Here is a close-up of the colours and the row of beads. If you've been reading this blog, you know that I do not tend to go for colourful designs like this, and instead gravitate towards neutral colour palettes. But it's nice to try new things once in a while, and hey - it's summer after all!

The shimmery aqua-blue of Marianne's frame is too much for me as it is, so I decided to go all out and make her my "technicolor dream coat" bicycle. And that she is!

But the crucial question: Would I buy these dress guards if they were not sent to me for review? I would if they were available in an off-white or natural-hemp sort of colour, or even something silvery or gold-ish. In fact, I am looking for something like that for the new custom mixte we are building up and would even gladly drill the fenders if they prove too tight for the clips. The bright and cheerful colours on the models currently available are not my style - but given the response they get out in the streets, I believe I am in the minority in that respect.

Final note: I've received emails from readers who are interested in the dress guards but cannot understand how to navigate the website (which is entirely in Dutch). If you'd like to order a set or have questions, please just contact Simone (the owner of Simeli) directly. She speaks English and can answer all your questions.

34 comments:

  1. Very pretty dress guard. I'm impressed that it's just crochet and binder clips with a few beads for accent. Now I'm getting crafty ideas. Once I finish the wedding present blanket I'm working on, I'm going to try my hand at dress guards.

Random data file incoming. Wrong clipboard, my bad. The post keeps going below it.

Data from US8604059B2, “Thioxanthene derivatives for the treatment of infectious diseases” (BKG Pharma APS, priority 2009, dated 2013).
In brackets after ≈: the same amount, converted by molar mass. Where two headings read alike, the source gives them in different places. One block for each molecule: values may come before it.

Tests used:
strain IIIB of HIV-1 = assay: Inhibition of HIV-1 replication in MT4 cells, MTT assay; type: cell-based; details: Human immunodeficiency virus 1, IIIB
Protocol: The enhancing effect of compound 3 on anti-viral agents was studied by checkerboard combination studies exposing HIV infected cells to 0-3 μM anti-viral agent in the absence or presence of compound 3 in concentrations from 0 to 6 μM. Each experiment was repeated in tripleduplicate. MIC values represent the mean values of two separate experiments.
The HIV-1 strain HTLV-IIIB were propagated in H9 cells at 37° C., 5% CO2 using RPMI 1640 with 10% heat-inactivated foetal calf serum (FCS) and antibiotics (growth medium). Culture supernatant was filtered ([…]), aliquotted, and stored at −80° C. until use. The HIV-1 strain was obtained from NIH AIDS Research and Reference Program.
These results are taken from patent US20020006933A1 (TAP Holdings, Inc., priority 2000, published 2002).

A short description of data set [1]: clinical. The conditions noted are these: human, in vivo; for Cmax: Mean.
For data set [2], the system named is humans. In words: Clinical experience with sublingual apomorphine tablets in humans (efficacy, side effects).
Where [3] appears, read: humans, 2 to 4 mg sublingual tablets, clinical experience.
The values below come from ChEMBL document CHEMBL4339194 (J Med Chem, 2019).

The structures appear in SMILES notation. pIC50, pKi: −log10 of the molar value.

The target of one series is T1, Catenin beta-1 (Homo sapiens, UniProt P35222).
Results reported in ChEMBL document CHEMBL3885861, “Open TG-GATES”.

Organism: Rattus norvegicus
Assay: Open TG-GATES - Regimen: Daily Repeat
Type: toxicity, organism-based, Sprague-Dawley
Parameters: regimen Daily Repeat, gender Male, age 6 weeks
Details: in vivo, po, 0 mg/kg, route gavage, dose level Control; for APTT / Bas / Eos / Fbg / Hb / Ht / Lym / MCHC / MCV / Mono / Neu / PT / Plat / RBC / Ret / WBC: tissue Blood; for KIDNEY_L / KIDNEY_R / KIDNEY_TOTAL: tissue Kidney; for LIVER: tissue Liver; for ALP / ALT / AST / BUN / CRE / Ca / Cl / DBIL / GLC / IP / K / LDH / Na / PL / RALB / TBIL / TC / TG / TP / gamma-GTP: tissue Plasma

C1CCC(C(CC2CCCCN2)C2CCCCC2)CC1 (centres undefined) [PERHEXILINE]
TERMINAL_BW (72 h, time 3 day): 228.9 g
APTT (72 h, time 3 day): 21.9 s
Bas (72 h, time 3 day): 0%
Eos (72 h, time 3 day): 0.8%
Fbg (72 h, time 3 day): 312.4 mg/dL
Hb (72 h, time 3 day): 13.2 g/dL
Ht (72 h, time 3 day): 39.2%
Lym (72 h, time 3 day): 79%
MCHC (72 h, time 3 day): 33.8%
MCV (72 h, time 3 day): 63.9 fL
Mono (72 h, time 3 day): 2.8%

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  2. Bobbin and Sprocket has a link to both a pattern for sale and similar dress guards in cream already made, if you were looking for something less colourful.
    I do like yours though. I'm going to go check out your link to simeli

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  3. Berthi Smith has a pattern for a crocheted dress guard on her website
    http://berthi.web-log.nl/berthi/2009/08/gehaakte-jasbes.html

    it is in Dutch...but if you run it through the Google translator, you can probably figure it out...if you crochet!

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  4. Thanks, I had seen Bethi's pattern and Bobbin & Sprocket's guards. I do not crochet, and have been thinking about Bobbin and Sprocket's designs.

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  5. I promise the roadies will keep at a safe distance if you display this peacock fan.

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  6. peacock fan, that's perfect : )

    The roadies actually seem to like it; everyone likes it when they see it.

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  7. I'm just curious what you'd use to attach them with if you go for drilling holes in the fender. I know for sure that I wouldn't have room for those clips with my mixte- I have just barely enough clearance as is. But I think it might work if they attached direct to the fender. Everything I can think of using, I'm scared it might snap mid ride, letting the dress guard fly loose, which would lead to a problem just as bad or worse than getting my dress caught in the spokes.

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  8. What about cleaning it when it gets dirtay?

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  9. Rose - I was thinking small, unraveled paper clips?